This is why BuyaCar does not sell cars that have been written off – whichever category they fall into – and we recommend caution to ensure that no car you’re looking to buy is registered as a Category S vehicle, unless you’re fully aware of the car’s condition and its value once the fact it’s a write-off has been factored in.
How do Cat S and Cat N differ?
The S and N categories replaced C and D as a measure of the severity of damage. Category A is the worst category of write-off and means the car must be scrapped in its entirety. Category B cars cannot be put back on the road, but can be stripped for spare parts.
The former means the car has acquired fundamental damage to a key part of the vehicle’s structure and while it is deemed suitable for repair, it must be repaired properly. Category N cars are a lower risk, as they are not considered structurally damaged. Usually that means dents or scrapes that can’t be repaired within the car’s market value. As a result, Cat N cars are often older.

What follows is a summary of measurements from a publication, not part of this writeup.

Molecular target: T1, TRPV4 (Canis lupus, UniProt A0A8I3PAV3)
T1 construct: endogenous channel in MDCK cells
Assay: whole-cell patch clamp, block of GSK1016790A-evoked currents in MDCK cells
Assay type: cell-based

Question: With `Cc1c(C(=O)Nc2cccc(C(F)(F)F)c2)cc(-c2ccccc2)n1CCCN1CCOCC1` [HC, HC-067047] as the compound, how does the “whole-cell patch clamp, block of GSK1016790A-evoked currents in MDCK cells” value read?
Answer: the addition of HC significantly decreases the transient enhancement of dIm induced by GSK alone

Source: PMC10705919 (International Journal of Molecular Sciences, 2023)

Why do insurers write off Cat S cars?
Structural damage can often be expensive to repair and insurers have to balance the cost of making repairs versus the cost of a full pay-out. Within that assessment they include the cost of administration, plus the cost of hire or courtesy vehicles for the claimant.
If the cost of making repairs and covering the subsequent related bills exceeds the value of the car, they’ll pay the policyholder a settlement figure and write off the car. There’s no hard and fast rule, but once the repair costs start to pass 50% of the car’s overall value, then the insurer may well write it off because of the additional expenses.
Who repairs Cat S cars?
Most Cat S cars are sold via salvage auctions and are bought by independent garages and body shops with the specialist equipment required to repair Category S cars. Because the cars cannot be sold for the same prices as those not recorded as write-offs, they can buy them for a lower price than undamaged cars.
Many garages that repair write-offs are reputable garages but the fact that their work does not, by law, have to be independently inspected, means consumers cannot be entirely confident a repaired Category S car is safe for the road. If you do wish to buy one, you should purchase from a registered repairer with the VBRA, which is the Vehicle Body Repair Association.